Decision Date: February 26, 2021
Panel: Darrell Le Houillier
Keywords: Environmental Management Act – s. 31; Administrative Tribunals Act – s. 14(c); permit; air dispersion modelling; constitutional question; preliminary decision; hearing procedure
Richardson International Limited (“Richardson”) appealed a decision of the District Director, Environmental Management Act (the “District Director”), Metro Vancouver Regional District, denying Richardson’s application to amend air quality management permit GVA0617 (the “Permit”). The Permit authorizes Richardson to discharge air contaminants from its bulk grain terminal (the “Terminal”) at the Port of Vancouver. The Terminal is located on land owned by the federal Crown that Richardson leases from the Vancouver Fraser Port Authority (“VFPA”). Richardson sought to amend the Permit by removing an air dispersion modelling requirement (the “ADM Requirement”).
The Environmental Management Act (the “Act”) delegates authority to Metro Vancouver to regulate and legislate with respect to the discharge of air contaminants within Metro Vancouver’s boundaries. Metro Vancouver enacted the Greater Vancouver Regional District Air Quality Management Bylaw No. 1082, 2008 (the “Bylaw”) pursuant to section 31 of the Act. Under section 11 of the Bylaw, the District Director may issue a permit allowing the discharge of an air contaminant subject to requirements for the protection of the environment.
The Permit was issued in 1997 under both the Act and the Bylaw, and was amended in 2015. The 2015 amendment included adding the ADM Requirement. The ADM Requirement requires Richardson to submit a dispersion model plan to the District Director for approval. Richardson must also prepare a report on air dispersion modelling of emissions from the Terminal. After the 2015 amendment, Richardson and Metro Vancouver discussed the parameters for air dispersion modelling and whether the ADM Requirement should have been a requirement in the Permit.
On March 1, 2019, Metro Vancouver approved Richardson’s dispersion modelling plan, subject to conditions.
On July 11, 2019, Richardson applied for an amendment to the Permit that would remove the ADM Requirement. On March 31, 2020, the District Director denied Richardson’s application to amend the Permit. Richardson appealed the District Director’s decision.
Richardson’s grounds of appeal included a challenge to the constitutionality of section 31 of the Act and section 11 of the Bylaw. Richardson claimed that the Permit, the Bylaw, and the Act are inapplicable or inoperative with respect to the Terminal, to the extent that their regulation of air emissions impairs or conflicts with exclusive federal jurisdiction over federal undertakings, the use and development of federal lands, or matters related to navigation and shipping under the Constitution Act, 1867.
As a preliminary matter, Richardson requested that the appeal be heard in stages, with the constitutional ground of appeal being heard first and then, if necessary, the other grounds of appeal. The District Director and the Attorney General of British Columbia (the “AGBC”) opposed Richardson’s application.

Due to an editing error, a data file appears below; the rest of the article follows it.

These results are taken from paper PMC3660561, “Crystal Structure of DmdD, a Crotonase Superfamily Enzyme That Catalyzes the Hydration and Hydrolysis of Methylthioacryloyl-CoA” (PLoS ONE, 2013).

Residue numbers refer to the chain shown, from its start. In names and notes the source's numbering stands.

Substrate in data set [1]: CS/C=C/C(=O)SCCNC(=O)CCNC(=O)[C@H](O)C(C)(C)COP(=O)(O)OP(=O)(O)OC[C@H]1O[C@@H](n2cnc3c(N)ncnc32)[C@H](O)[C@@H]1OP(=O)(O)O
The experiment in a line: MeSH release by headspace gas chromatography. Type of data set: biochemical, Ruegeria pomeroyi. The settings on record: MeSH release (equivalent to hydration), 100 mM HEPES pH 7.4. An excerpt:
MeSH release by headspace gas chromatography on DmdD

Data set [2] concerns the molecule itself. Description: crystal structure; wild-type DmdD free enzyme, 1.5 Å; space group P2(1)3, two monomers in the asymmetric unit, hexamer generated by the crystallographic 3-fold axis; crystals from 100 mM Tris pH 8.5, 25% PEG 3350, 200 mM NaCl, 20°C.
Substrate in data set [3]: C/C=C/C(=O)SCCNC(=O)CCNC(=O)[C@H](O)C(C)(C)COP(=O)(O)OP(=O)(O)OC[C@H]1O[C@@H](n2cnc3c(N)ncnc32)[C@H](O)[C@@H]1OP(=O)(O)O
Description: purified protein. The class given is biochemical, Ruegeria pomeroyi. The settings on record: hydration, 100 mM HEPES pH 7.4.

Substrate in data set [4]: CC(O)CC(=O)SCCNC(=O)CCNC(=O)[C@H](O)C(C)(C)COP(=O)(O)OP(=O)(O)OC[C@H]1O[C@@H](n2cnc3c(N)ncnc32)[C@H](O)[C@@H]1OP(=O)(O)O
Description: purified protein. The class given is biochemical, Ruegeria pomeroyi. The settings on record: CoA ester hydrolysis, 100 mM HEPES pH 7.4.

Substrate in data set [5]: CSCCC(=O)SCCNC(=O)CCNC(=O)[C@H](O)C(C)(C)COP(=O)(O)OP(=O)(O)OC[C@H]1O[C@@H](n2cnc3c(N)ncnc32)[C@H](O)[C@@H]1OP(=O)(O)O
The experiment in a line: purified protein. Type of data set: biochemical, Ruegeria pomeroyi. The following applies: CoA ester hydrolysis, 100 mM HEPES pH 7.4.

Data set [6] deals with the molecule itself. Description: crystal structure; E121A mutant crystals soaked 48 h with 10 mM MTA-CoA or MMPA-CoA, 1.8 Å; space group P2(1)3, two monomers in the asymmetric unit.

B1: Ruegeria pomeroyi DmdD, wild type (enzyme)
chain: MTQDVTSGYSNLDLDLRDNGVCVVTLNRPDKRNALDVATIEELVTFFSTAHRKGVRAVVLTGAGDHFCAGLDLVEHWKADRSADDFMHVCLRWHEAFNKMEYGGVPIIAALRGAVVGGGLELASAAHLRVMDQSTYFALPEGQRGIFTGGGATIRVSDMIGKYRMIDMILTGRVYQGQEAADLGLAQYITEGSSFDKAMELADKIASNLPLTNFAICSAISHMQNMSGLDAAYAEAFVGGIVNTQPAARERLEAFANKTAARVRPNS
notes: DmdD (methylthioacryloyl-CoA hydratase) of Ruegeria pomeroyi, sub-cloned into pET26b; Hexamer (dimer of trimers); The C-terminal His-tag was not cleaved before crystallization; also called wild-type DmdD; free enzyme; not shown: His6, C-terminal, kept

The Board noted that it has the power under section 14(c) of the Administrative Tribunals Act to make orders for purposes of controlling its proceedings “[i]n order to facilitate the just and timely resolution” of an appeal. In addition, the Board considered court decisions that list some criteria for deciding whether to hear one issue separately from the other issues in a case: fairness; convenience; efficiency; the presence or absence of prejudice; and most importantly, the interests of justice.
Based those considerations, the Board held that severing an issue should generally only occur where: the issue to be severed could be determinative of the appeal; there is a real likelihood of savings in time and expense by severing the issue; and, there is tolerable risk of inconsistent findings if the severed issue is not determinative of the appeal. Although severance should generally not occur if the issue to be decided first (and the evidence relevant to it) is interwoven with other issues in the appeal (and the evidence relevant to them), that concern may be addressed by having the same Panel hear both matters. However, a significant delay between hearing the first issue and the remaining issues may undermine any efficiencies gained by severance.
Turning to Richardson’s appeal, the Board found that deciding the constitutional issue first could put an end to the appeal if the Board determines that the District Director had no jurisdiction to impose the ADM Requirement. In those circumstances, there would be no need to hear the other grounds of appeal, and there would be significant savings of time and resources. The parties would benefit and there will be a greater access to justice.
Alternatively, if the Board heard the constitutional issue first but its decision on that issue did not resolve the appeal, the Board would hear the remaining grounds of appeal as soon as possible. There would be some delay in commencing that hearing due to the time it took to hear and decide the constitutional issue, but this delay would not be more than a few months if the first hearing is conducted in writing, which appeared to be appropriate in this case. Judicial review would probably not be a source of delay, given that the Board’s decision on the first part of the appeal would not resolve the appeal. In addition, the Board found that there would be little inefficiency related to the duplication of evidence in the first and second parts of the hearing, or needing to ‘get up to speed’ regarding the evidence on the non-constitutional issues.
In conclusion, the Board granted Richardson’s application to hear the constitutional issue before the other grounds of appeal.